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Fourth-graders celebrate year’s end with overnight camping retreat

Kalob Bucher put the final light brown glaze on his marshmallow before he pulled it out the woodfire and admired his snack.

Kalob was one of about 120 fourth-graders at Pine Island Elementary School who celebrated their final weeks of class with a 25-year tradition – an overnight retreat at Salvation Army’s Little Pine Island Camp and Retreat Center, located about a mile from their school.

Fourth-grader Katie Meyne made a zentangle tile as one of the craft projects during the Pine Island Elementary School’s annual retreat

“It’s been really fun so far,” said Kalob, whose class enjoyed outdoor cooking and games, art and craft projects, dance routines and a pontoon boat ride out to Little Pine Island, where they competed in a nature-based scavenger hunt. “I saw some really big turtles,” said Kalob of the voyage to the island.

Julie Barnes, one of the teachers who organized the event, said the school’s five fourth-grade teachers rely on about 40 parents to supervise the kids, who are organized into groups and assigned brightly colored baseball caps to keep them organized.

“We don’t allow any down-time. You can’t have down-time,” said Barnes, who has been teaching fourth grade at Pine Island Elementary for 18 years.

Located on the south shore of Little Pine Island lake, the Salvation Army camp hosts a series of overnight camping events throughout the summer that includes senior citizens, musical bands, teenagers and kids.

Fourth-grader Terrence Hawkins warms up by the fire

Barnes said the overnight camp helps the students make new friends because the groups are intentionally blended to include members from each of the school’s five classes. While not all of the school’s fourth-graders attend the event, which costs $65 per student to attend, most do with help of candy bar sales and some private gifts.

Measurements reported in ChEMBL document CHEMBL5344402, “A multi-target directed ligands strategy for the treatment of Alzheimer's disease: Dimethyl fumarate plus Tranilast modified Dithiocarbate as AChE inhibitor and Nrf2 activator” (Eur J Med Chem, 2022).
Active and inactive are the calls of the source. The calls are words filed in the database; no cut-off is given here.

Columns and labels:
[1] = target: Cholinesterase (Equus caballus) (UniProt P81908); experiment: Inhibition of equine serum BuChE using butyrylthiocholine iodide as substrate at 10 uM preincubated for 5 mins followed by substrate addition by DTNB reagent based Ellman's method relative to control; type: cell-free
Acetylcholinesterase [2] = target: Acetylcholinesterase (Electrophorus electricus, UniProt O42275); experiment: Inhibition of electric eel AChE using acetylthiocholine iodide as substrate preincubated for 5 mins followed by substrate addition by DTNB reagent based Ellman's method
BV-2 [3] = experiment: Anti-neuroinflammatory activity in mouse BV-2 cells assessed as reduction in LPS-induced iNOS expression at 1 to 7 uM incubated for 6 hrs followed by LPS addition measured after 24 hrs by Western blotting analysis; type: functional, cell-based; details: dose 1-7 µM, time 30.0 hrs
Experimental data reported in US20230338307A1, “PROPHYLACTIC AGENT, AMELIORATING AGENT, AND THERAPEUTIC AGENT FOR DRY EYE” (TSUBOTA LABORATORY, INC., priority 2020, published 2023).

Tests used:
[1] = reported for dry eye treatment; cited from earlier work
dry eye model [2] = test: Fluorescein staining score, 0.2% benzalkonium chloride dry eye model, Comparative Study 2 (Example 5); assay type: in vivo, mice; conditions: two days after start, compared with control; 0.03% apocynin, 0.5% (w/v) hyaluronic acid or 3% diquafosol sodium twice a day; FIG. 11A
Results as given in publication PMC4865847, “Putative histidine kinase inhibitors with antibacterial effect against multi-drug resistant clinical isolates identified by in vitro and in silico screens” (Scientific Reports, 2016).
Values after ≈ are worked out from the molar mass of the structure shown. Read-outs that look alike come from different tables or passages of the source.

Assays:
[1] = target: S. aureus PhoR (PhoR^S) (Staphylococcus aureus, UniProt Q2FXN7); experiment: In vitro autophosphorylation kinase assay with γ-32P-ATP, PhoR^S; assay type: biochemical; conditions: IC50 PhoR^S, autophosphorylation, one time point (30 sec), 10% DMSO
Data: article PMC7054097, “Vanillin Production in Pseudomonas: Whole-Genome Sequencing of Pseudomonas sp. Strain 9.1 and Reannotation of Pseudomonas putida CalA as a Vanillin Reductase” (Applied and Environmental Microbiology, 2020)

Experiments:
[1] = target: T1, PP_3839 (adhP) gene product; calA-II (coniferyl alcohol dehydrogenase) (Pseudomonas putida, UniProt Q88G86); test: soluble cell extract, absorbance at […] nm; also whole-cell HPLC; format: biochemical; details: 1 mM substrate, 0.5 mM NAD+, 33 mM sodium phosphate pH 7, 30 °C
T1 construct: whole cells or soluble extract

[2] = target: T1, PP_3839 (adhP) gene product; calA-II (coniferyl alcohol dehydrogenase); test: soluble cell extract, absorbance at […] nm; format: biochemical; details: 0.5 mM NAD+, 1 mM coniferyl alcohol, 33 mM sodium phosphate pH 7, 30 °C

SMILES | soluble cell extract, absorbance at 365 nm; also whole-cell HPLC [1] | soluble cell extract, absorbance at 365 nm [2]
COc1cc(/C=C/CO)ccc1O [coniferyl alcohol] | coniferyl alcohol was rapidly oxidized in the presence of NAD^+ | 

Shawn Wessell attended with his son, Wyatt. It was his second time as a chaperone, said Wessell, who helped two years ago with his older son.

“It was a little bit wild. But they’re fourth-graders,” Wessell said of the night he spent in a bunkhouse.

The retreat ended with a group performance of “Old Town Road,” a country rap song the kids adopted as their theme song.

Terrance Hawkins summed up the retreat while he waited to roast a marshmallow in a picnic shelter. “We got to learn while having fun.”

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James Harger
James Harger
James Harger left School News Network in January of 2020. James previously reported on West Michigan's economy, courts and politics for The Grand Rapids Press and Mlive.com for more than 37 years. He also is employed as Servanthood Leader at Immanuel Lutheran Church in downtown Grand Rapids. A graduate of Central Michigan University, he also has worked for publications in Holland, Mount Pleasant and Lansing. He is married to Lisa and has one daughter, who lives in Ann Arbor.

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